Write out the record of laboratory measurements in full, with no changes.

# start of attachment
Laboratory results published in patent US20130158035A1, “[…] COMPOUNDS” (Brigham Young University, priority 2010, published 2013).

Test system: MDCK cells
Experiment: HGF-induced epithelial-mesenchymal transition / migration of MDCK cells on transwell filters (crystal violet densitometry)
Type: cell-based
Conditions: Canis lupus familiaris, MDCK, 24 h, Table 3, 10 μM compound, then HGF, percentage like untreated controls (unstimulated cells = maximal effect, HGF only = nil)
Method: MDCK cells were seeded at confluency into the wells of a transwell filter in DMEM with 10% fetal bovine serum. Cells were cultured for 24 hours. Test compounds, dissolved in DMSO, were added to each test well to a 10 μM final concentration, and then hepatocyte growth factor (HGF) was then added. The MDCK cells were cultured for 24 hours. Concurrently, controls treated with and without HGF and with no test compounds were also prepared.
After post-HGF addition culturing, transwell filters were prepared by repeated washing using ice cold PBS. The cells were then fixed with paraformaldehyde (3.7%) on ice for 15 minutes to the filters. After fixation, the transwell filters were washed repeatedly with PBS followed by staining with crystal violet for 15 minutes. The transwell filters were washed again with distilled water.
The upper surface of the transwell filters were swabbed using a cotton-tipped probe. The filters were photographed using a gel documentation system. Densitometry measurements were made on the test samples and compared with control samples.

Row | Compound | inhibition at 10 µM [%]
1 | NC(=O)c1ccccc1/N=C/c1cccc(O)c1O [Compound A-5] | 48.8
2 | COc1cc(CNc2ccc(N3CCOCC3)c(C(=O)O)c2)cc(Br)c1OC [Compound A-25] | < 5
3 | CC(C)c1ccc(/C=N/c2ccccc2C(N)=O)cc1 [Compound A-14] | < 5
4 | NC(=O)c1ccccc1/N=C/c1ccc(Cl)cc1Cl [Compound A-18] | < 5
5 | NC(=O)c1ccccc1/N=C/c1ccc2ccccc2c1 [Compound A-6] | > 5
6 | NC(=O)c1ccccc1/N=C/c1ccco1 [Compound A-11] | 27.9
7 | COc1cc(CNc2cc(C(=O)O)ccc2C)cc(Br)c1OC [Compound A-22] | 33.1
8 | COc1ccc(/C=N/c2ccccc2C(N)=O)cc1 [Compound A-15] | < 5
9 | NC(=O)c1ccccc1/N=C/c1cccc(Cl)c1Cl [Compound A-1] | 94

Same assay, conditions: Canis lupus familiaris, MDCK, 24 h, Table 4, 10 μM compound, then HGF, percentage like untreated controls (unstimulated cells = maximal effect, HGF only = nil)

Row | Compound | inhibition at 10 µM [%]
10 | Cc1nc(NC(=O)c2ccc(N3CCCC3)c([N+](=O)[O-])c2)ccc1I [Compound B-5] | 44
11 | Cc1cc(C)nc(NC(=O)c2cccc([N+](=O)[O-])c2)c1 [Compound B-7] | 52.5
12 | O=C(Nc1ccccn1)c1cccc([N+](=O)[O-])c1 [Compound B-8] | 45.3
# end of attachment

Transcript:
Laboratory results published in patent US20130158035A1, “[…] COMPOUNDS” (Brigham Young University, priority 2010, published 2013).

Test system: MDCK cells
Experiment: HGF-induced epithelial-mesenchymal transition / migration of MDCK cells on transwell filters (crystal violet densitometry)
Type: cell-based
Conditions: Canis lupus familiaris, MDCK, 24 h, Table 3, 10 μM compound, then HGF, percentage like untreated controls (unstimulated cells = maximal effect, HGF only = nil)
Method: MDCK cells were seeded at confluency into the wells of a transwell filter in DMEM with 10% fetal bovine serum. Cells were cultured for 24 hours. Test compounds, dissolved in DMSO, were added to each test well to a 10 μM final concentration, and then hepatocyte growth factor (HGF) was then added. The MDCK cells were cultured for 24 hours. Concurrently, controls treated with and without HGF and with no test compounds were also prepared.
After post-HGF addition culturing, transwell filters were prepared by repeated washing using ice cold PBS. The cells were then fixed with paraformaldehyde (3.7%) on ice for 15 minutes to the filters. After fixation, the transwell filters were washed repeatedly with PBS followed by staining with crystal violet for 15 minutes. The transwell filters were washed again with distilled water.
The upper surface of the transwell filters were swabbed using a cotton-tipped probe. The filters were photographed using a gel documentation system. Densitometry measurements were made on the test samples and compared with control samples.

Row | Compound | inhibition at 10 µM [%]
1 | NC(=O)c1ccccc1/N=C/c1cccc(O)c1O [Compound A-5] | 48.8
2 | COc1cc(CNc2ccc(N3CCOCC3)c(C(=O)O)c2)cc(Br)c1OC [Compound A-25] | < 5
3 | CC(C)c1ccc(/C=N/c2ccccc2C(N)=O)cc1 [Compound A-14] | < 5
4 | NC(=O)c1ccccc1/N=C/c1ccc(Cl)cc1Cl [Compound A-18] | < 5
5 | NC(=O)c1ccccc1/N=C/c1ccc2ccccc2c1 [Compound A-6] | > 5
6 | NC(=O)c1ccccc1/N=C/c1ccco1 [Compound A-11] | 27.9
7 | COc1cc(CNc2cc(C(=O)O)ccc2C)cc(Br)c1OC [Compound A-22] | 33.1
8 | COc1ccc(/C=N/c2ccccc2C(N)=O)cc1 [Compound A-15] | < 5
9 | NC(=O)c1ccccc1/N=C/c1cccc(Cl)c1Cl [Compound A-1] | 94

Same assay, conditions: Canis lupus familiaris, MDCK, 24 h, Table 4, 10 μM compound, then HGF, percentage like untreated controls (unstimulated cells = maximal effect, HGF only = nil)

Row | Compound | inhibition at 10 µM [%]
10 | Cc1nc(NC(=O)c2ccc(N3CCCC3)c([N+](=O)[O-])c2)ccc1I [Compound B-5] | 44
11 | Cc1cc(C)nc(NC(=O)c2cccc([N+](=O)[O-])c2)c1 [Compound B-7] | 52.5
12 | O=C(Nc1ccccn1)c1cccc([N+](=O)[O-])c1 [Compound B-8] | 45.3